Unable to connect to database - 17:36:31 Unable to connect to database - 17:36:31 SQL Statement is null or not a SELECT - 17:36:31 SQL Statement is null or not a DELETE - 17:36:31 Botany & Plant Biology 2007 - Abstract Search
Unable to connect to database - 17:36:31 Unable to connect to database - 17:36:31 SQL Statement is null or not a SELECT - 17:36:31

Abstract Detail

Paleobotanical Section

Erwin, Diane M. [1], Schorn, Howard E. [1].

Tufa-encrusted plants from Late Pleistocene Searles Lake, California, USA.

California’s Searles Lake (dry) is a former Pleistocene lake bound by the Argus Range to the west, the Slate Range to the east. The local flora is characterized by desert-scrub with Creosote bush (Larrea) dominating lower elevations. Discovered within a small paleoembayment along the western shore of Searles Lake near the Point of Rocks (POR) area are remnants of woody plants encrusted with a rind of tufa, 2.0-17.0 cm thick. Stem imprints occur at 17 sites with most sites located within a 125 m (410 ft.) stretch along the 622 m (2040 ft.) elevation contour. Specimens are 1.0 – 30.0 cm wide, showing long, narrow, parallel ridges and shallow grooves that run in a lengthwise pattern similar to the strip-like bark of Juniperus (juniper). Wood is also juniper-like showing short, narrow, uniseriate rays 1-9 cells high, the majority have five cells or less and lack horizontal resin ducts. Of the two junipers growing in the region today, the tufa imprints most likely were made by J. osteosperma (Utah juniper), which grows on Argus Peak at 1402 m (4600 ft.) northwest of and roughly five miles upslope from the fossil sites. Other nearby Utah juniper populations occur on Maturango Peak about 23 km (14 mi.) northeast of the POR embayment and to the east in the Panamint Range, but are at elevations of 610 to 2073 m (2000 - 6800 ft.) higher than the fossil sites. Study is underway to determine if the tufa imprints at the 622 m contour sites are in situ. Evenness in the thickness of encasing tufa around many stems suggests some were upright partially or fully submerged near shore at a time when the basin was filled with water and under climatic conditions that exist during major glacial (pluvial) episodes as occurred during the late Pleistocene.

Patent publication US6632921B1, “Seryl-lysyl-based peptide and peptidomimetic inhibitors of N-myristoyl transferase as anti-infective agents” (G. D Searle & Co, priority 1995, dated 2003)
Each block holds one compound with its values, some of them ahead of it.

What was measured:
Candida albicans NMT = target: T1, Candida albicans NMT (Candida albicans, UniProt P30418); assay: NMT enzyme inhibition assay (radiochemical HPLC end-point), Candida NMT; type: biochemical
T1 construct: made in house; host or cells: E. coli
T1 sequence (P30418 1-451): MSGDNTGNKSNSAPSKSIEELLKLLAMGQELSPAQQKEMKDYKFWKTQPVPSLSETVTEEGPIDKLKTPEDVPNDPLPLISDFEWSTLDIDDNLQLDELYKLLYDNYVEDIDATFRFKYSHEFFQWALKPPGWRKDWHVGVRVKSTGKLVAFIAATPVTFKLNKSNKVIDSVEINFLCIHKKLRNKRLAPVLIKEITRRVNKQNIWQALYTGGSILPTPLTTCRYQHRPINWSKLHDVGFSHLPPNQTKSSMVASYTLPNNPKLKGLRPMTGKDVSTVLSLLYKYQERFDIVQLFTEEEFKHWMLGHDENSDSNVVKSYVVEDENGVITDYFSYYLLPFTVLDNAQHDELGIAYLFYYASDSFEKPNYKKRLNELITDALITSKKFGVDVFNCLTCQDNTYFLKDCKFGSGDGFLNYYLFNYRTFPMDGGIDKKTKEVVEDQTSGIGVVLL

Log in to add this item to your schedule

1 - University of California, Museum of Paleontology, 1101 Valley Life Sciences Building, Berkeley, CA, 94720, USA

Searles Lake

Presentation Type: Poster:Posters for Sections
Session: P
Location: Exhibit Hall (Northeast, Southwest & Southeast)/Hilton
Date: Sunday, July 8th, 2007
Time: 8:00 AM
Number: P54008
Abstract ID:1518

Copyright © 2000-2007, Botanical Society of America. All rights